The managers of Chinese factories presenting their products at the recent Hong Kong Optical Fair generally reported that sales were up this year, but cautioned that the year 2003 had been so terrible that increases were almost preordained. Nonetheless, manufacturers in China are facing a perfect storm of factors that are eating into profits. Oil prices and metal prices have risen, translating into a 3-15 percent increase in materials prices over 2003. A shortage of electricity is also causing headaches in the industry. China's outdated power grid no longer provides electricity 24 hours a day and 7 days a week: one factory in the Shanghai area that recently spent two days a week without power has purchased its own generator so it can still operate on power-free days, but doing so is more expensive than using state-provided electricity.
Factory managers in the eyewear industry are not complaining about labor turnover, at least for the time being, but recent experiences in other manufacturing sectors have caused experts to conclude that, believe it or not, China actually has a labor shortage now. The effect of the shortage, once it hits the eyewear industry, will either be higher wages or less qualified workers. One factory manager acknowledged that workers in the Shenzhen region are getting smarter and that they now want to progress after spending three years in a certain plant. Besides, pressure from Western clients and licensors for the institution of better working conditions in Chinese factories is going to drive up labor costs anyhow.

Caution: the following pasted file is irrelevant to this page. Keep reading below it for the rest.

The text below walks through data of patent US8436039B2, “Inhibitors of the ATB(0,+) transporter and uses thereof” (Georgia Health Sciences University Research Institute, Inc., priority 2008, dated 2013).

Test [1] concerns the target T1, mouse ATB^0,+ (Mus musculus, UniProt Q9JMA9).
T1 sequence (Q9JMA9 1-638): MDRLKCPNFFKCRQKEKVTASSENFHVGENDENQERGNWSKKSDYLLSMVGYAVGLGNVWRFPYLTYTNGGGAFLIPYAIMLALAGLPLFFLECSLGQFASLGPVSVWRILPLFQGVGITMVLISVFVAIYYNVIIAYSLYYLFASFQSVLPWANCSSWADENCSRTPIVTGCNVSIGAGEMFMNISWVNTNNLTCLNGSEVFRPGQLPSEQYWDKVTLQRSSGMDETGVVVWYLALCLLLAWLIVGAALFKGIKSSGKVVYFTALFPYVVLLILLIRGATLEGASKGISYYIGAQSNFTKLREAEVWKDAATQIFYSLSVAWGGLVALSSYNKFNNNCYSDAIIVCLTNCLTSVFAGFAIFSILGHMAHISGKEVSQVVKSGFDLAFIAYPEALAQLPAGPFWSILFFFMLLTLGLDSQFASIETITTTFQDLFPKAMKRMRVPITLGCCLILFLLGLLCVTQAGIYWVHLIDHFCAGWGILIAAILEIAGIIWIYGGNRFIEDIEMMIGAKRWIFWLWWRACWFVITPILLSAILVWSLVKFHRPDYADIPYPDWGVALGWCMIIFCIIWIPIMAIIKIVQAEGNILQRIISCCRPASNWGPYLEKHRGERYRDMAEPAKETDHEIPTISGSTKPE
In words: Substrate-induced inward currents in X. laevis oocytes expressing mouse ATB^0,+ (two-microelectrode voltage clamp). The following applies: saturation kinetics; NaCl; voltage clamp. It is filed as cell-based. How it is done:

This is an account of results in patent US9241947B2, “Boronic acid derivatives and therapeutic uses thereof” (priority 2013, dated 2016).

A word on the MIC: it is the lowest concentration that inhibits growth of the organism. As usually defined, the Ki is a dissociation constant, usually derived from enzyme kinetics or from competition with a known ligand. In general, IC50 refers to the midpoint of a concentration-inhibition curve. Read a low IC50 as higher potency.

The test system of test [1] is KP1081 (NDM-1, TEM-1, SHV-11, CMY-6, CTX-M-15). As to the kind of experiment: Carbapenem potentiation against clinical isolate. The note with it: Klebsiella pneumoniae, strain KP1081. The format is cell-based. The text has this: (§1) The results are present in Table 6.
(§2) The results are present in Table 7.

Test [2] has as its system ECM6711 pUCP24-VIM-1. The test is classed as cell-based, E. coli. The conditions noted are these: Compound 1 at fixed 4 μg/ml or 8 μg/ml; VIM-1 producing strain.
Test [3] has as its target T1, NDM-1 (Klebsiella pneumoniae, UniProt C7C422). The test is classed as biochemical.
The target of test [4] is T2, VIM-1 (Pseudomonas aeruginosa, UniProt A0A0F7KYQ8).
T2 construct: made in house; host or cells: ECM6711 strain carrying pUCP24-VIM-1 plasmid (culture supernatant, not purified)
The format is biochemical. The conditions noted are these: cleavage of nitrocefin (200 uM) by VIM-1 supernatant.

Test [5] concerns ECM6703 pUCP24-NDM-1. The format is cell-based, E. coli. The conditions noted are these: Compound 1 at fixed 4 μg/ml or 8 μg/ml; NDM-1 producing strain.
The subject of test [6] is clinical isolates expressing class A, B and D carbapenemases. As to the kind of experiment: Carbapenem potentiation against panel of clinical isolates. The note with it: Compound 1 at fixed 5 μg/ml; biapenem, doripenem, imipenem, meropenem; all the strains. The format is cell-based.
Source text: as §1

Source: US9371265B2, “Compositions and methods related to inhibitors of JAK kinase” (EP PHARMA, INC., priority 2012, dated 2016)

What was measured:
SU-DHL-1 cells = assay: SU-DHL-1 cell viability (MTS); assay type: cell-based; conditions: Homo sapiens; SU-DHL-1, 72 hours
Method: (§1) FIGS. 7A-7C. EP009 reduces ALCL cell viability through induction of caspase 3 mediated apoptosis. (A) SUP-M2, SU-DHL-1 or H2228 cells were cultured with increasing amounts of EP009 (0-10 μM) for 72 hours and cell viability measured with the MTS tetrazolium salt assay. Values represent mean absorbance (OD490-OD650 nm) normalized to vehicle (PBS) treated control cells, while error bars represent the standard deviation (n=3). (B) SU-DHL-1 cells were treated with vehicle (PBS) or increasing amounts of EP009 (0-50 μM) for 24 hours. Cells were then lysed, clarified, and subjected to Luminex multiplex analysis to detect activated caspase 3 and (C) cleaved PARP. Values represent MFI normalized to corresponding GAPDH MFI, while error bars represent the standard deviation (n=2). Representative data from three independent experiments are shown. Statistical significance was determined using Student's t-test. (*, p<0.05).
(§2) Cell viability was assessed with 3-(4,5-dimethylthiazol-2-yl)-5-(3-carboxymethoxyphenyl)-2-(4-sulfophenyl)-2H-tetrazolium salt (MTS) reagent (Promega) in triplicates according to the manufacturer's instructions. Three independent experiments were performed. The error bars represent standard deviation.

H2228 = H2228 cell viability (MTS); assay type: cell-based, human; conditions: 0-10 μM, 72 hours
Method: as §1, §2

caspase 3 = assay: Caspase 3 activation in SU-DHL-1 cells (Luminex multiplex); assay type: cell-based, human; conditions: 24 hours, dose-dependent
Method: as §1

If the big manufacturers don't raise their prices, then the little ones cannot do so either. This suggests that either prices will have to go up, or there will be a consolidation of the factory base as smaller players are forced to close up shop. The timing on these developments is anyone's guess.
Meanwhile, several manufacturers with operations in Shenzhen have started to move north. Land is becoming scarce in the city just across the border from Hong Kong, and Shenzhen's attractiveness has declined in recent years. Labor costs are higher than they are elsewhere in China, and the municipal government is tightening environmental restrictions. Furthermore, since Shenzhen is fairly built up by now, other less developed parts of China are offering more benefits that used to be Shenzhen's hallmark, such as tax breaks for foreign enterprises.
Arts Optical says its purchase of roughly 500,000-square-meter of land in He Yuan will be used as a reserve for future development, while adding that it intends to continue developing its factory in Shenzhen. Another Hong Kong-listed company, Sun Hing Optical, recently bought land north of Shenzhen, but refused to speak on the issue.